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EDITORIAL: Jobs crisis needs action yesterday


It’s time for the government to grab low-hanging fruit that will boost the economy, such as tackling visa policies and the lack of spectrum

When it comes to SA and unemployment, even the good times have been bad.

Just as the collapse of Lehman Brothers late in 2008 was starting to convert the financial crisis into a global emergency that would push much of the world, including SA, into recession, we were actually recording our best numbers.

It may be hard to believe now that in the final quarter of 2008, SA recorded a record low unemployment rate. That was the good news. The terrible part was that even then we were talking about a jobless rate of just over 21%, a level that in most democracies would be enough to topple governments. At the height of the European debt crisis, the average joblessness rate among the countries sharing the euro rose to more than 12% by early 2013. As a consequence, countries with varying degrees of economic stress voted their leaders out, from France to Spain and Greece, the poster child of the crisis.

In that wider global context, it shouldn’t have come as a big shock that our unemployment numbers took a turn for the worse. But what we didn’t count on was the lost decade under the presidency of Jacob Zuma, which meant that even as our main trading partners started to improve, we continued in the wrong direction.

We might take some comfort that we never did revisit previous records at more than 30%, but there is no other way to describe a joblessness rate of 27.5% as anything less than a national emergency.

Ramaphosa came into power predicting a 3% growth rate for this current year, but the latest numbers from the Treasury indicate that we’ll only get to 2.3% in 2021.

The defenders of the calamity that was the Zuma presidency often look to the global crisis and subsequent recession as an excuse. But a more honest reading of the data will acknowledge that other countries have been recovering. The unemployment rate in the euro area is back in single digits, with even Greece showing some improvement. In the US the unemployment rate is less than 4%, as it is in Germany. We’ve clearly been left behind and the damage is largely self-inflicted.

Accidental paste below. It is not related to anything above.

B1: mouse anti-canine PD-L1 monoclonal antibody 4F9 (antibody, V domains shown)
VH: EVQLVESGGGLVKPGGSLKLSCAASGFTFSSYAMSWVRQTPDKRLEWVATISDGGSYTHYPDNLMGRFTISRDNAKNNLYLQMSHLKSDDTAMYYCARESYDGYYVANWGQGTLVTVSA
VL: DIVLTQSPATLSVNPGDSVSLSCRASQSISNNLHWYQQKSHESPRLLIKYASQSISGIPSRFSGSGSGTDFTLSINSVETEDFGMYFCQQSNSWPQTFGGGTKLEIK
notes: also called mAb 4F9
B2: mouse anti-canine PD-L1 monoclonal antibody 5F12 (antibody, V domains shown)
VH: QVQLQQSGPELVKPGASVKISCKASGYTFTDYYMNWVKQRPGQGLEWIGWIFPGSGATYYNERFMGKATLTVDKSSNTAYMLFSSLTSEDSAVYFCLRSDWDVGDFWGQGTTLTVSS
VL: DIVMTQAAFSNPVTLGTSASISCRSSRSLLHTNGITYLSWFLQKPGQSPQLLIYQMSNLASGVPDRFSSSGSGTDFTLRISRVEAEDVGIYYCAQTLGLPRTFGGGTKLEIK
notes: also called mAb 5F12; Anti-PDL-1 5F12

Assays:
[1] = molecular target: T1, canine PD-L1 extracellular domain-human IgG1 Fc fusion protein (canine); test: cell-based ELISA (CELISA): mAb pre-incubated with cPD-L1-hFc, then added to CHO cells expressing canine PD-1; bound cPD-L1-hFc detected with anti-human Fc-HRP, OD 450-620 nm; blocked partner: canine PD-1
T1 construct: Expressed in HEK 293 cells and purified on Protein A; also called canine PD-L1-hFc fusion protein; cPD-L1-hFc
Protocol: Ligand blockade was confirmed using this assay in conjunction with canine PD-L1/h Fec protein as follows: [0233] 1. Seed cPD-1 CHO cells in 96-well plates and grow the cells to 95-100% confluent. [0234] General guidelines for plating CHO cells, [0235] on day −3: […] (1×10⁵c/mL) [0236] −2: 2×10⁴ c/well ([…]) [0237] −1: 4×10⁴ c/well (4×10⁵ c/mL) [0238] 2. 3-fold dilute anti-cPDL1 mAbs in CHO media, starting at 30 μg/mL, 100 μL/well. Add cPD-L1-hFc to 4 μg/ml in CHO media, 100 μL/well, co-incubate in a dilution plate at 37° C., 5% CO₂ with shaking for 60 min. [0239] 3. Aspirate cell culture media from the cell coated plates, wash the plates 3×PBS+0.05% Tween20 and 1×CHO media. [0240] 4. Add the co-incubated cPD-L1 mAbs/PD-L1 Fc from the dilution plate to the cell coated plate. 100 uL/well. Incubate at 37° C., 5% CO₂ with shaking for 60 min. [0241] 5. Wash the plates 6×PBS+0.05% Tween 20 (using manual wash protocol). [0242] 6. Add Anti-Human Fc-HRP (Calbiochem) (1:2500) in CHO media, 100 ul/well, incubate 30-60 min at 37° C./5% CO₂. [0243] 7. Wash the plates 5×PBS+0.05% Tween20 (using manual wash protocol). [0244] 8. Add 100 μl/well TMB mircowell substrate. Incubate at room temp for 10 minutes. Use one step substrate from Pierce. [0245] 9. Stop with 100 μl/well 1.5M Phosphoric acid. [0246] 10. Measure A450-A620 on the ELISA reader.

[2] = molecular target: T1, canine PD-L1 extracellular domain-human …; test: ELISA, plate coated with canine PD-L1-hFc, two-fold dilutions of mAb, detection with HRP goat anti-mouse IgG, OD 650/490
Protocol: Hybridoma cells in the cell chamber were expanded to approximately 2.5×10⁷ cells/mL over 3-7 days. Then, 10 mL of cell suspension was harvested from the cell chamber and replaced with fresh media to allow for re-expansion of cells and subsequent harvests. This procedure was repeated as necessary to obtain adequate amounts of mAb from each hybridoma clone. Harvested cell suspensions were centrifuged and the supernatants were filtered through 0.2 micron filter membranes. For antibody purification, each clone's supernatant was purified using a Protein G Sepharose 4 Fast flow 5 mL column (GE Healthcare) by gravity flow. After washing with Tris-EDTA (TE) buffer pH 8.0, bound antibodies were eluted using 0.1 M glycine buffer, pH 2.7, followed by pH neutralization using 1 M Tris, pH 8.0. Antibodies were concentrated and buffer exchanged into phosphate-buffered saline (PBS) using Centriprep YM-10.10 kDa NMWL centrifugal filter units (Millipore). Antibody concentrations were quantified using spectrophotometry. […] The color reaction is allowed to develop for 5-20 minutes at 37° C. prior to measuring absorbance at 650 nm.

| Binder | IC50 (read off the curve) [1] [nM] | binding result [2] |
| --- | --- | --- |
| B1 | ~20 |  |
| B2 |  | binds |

The problem with our emergency is that it’s been such a constant part of our reality that apathy and indifference may start to set in, especially when it is hard to see a light at the end of the tunnel.

A lot of positives came out of President Cyril Ramaphosa’s jobs and investment summits, but most realists will acknowledge that growth and work creation don’t happen just because we have agreed they would be nice to have.

The economy hasn’t grown more than 2% a year for about five years and the latest projections from the Reserve Bank and the government have signalled that it will remain around this mark for some time. Ramaphosa came into power predicting a 3% growth rate for this current year, but the latest numbers from the Treasury indicate that we’ll only get to 2.3% in 2021.

That’s very far from the 5.4% rate the government’s own National Development Plan says is needed to make a significant dent in the unemployment rate.

Another potential negative is the possibility that higher interest rates by the Reserve Bank will become unavoidable as the inflation rate continues to inch up towards the higher end of the 3%-6% target range.

Nobody should be so naive as to think that Ramaphosa or new finance minister Tito Mboweni will wave a magic wand and produce the growth rates needed to deal with the jobs emergency. The fact that the numbers have hardly changed for so long shows the problems are deep.

But there is low-hanging fruit, and it’s a crime that we haven’t gone and grabbed it.For example, why can’t Ramaphosa simply announce tomorrow — today, rather — that home affairs minister Malusi Gigaba’s job-destroying visa policies are a thing of the past? Or why are we not moving quickly to auction off additional spectrum to telecommunications players, so data prices can finally be lowered?



Disclaimer - The views expressed here are not necessarily those of the BEE CHAMBER

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